The latest round of the cold war is over, with Sony unleashing the first salvo as the review embargo expired on its PS4 launch exclusives at 2pm GMT today. From a critic's point of view at least, today marks weapons free.
Launch titles are never the best games a system has to offer, but in the vital early scrabble for retail purchase and positive column inches they can make or break the public's first impressions of a machine. Exclusives are regarded as an even closer indication of what the console will offer, symbolising the platform holder's target demographics, key production values and deal-making prowess.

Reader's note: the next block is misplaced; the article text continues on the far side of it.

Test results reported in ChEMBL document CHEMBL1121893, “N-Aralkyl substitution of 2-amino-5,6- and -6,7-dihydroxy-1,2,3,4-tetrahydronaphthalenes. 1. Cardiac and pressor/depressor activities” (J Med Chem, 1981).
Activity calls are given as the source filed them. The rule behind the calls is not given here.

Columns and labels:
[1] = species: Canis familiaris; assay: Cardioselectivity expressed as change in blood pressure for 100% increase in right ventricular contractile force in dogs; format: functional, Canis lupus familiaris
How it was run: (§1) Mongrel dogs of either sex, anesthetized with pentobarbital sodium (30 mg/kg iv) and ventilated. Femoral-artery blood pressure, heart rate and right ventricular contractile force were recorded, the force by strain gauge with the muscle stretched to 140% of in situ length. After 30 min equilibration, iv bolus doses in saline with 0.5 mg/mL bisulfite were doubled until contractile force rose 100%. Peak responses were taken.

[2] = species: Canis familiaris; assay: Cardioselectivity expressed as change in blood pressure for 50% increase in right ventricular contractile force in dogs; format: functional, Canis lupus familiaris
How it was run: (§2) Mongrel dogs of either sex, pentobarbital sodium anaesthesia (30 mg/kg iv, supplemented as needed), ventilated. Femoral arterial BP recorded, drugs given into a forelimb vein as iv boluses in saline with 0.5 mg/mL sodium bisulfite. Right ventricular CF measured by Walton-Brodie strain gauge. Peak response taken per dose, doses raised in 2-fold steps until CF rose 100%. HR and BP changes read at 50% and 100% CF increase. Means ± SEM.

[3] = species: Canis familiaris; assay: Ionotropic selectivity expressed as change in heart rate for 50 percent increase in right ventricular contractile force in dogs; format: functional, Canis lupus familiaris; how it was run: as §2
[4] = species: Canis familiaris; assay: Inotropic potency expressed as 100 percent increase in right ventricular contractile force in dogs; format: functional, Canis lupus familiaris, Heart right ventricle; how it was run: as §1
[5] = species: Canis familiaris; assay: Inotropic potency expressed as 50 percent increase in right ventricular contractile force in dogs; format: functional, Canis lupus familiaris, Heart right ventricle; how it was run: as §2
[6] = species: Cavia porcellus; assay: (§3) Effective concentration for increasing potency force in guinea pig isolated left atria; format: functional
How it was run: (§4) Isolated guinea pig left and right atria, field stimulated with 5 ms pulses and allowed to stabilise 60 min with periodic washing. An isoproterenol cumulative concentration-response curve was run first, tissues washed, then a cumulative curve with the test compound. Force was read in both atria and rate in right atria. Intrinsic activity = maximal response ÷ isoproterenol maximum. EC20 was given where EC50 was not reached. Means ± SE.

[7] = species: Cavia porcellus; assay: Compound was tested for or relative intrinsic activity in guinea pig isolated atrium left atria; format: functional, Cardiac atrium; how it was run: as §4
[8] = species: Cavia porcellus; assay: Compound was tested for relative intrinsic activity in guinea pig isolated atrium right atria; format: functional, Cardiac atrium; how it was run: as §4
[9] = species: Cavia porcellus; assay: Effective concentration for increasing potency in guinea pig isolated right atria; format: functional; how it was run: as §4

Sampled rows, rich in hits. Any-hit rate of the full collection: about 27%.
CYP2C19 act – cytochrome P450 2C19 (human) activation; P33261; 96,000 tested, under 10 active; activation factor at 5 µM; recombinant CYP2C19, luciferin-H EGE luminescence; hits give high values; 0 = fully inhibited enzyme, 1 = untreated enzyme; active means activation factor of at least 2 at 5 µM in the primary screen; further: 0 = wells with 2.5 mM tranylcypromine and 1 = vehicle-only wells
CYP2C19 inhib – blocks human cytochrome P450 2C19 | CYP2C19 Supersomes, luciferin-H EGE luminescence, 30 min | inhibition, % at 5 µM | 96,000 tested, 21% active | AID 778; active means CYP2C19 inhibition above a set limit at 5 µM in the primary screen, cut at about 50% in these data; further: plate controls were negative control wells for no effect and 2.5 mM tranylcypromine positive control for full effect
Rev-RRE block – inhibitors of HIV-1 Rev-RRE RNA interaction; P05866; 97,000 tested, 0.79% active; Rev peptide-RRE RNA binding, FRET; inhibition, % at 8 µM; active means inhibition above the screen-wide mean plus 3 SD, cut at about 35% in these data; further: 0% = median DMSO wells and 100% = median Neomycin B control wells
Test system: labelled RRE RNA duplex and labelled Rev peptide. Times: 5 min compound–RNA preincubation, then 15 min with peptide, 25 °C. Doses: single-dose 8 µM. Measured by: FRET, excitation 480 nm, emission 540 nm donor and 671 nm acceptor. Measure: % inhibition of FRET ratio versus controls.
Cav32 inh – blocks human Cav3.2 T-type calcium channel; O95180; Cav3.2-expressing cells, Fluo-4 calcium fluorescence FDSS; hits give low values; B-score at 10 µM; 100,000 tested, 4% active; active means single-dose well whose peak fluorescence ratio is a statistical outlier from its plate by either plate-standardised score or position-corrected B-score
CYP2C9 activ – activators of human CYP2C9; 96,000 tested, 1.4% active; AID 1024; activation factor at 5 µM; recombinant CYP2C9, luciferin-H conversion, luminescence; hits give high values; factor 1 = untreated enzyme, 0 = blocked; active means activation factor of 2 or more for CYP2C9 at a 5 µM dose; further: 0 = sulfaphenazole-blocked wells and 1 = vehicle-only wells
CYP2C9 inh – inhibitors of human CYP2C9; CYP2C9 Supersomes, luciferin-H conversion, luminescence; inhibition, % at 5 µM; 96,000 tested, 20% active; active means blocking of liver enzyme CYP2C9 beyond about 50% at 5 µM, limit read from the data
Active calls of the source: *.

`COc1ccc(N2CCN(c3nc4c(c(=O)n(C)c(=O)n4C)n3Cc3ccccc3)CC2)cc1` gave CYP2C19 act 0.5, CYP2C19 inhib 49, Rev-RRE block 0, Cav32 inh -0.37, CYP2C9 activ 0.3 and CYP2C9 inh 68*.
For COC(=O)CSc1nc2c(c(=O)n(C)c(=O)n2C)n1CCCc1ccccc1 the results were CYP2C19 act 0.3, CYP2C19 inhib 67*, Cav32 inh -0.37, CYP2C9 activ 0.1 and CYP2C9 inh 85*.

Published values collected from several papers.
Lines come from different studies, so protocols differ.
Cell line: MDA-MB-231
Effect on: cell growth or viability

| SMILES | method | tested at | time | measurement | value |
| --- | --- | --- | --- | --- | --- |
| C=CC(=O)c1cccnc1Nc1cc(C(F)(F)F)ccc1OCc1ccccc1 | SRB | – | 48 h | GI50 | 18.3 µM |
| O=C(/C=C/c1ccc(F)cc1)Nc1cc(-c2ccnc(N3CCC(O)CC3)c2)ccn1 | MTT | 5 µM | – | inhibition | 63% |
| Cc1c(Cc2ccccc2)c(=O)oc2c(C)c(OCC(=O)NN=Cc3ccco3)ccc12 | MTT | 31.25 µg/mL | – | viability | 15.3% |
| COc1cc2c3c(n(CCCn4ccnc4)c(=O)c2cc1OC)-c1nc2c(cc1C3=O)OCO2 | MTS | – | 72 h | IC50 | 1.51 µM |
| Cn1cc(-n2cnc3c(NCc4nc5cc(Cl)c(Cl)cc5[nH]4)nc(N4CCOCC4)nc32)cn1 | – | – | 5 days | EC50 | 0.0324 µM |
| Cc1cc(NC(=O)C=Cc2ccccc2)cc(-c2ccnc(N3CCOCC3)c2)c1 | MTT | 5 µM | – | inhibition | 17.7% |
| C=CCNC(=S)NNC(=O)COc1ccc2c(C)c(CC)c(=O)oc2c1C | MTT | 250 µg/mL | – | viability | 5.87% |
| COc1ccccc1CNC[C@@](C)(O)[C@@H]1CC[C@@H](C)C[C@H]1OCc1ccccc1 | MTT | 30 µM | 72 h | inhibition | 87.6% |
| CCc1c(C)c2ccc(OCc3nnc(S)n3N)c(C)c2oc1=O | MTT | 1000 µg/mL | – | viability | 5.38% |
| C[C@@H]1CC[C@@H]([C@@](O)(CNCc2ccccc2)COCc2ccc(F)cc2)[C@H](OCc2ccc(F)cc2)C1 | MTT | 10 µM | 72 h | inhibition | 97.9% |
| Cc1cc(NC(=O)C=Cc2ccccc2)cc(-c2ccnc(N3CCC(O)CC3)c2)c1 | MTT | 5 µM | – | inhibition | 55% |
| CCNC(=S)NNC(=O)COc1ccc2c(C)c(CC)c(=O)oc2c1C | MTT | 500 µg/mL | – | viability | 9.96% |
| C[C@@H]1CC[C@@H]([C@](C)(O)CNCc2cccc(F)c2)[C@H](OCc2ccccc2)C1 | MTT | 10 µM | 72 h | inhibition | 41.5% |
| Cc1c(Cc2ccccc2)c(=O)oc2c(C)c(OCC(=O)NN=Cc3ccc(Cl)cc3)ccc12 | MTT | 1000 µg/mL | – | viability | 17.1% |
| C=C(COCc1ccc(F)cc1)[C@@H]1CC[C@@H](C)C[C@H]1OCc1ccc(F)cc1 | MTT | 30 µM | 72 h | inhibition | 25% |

Sony's exclusive line-up is a brief one, featuring a couple of rank outsiders and a dependable franchise which has nonetheless done little to set the world on fire during any of its many iterations. Killzone has always been pretty and solidly built, but it seems unlikely that EA or Activision are too concerned about it challenging either of their recruitment-poster FPS series. Resogun comes from a talented team which has already experienced some real success and could hold new surprises, especially in the art of making niche genres shine. Knack is the dark horse of the trio: a game that some see as a vanity project for Mark Cerny, the hardware engineer behind both the PS4 and the Vita. Cerny is an eminent, provably intelligent and experienced systems designer, and while he's seen plenty of success with older platformers like Crash Bandicoot and Jak and Daxter, will he be able to replicate that magic on next-gen all these years later?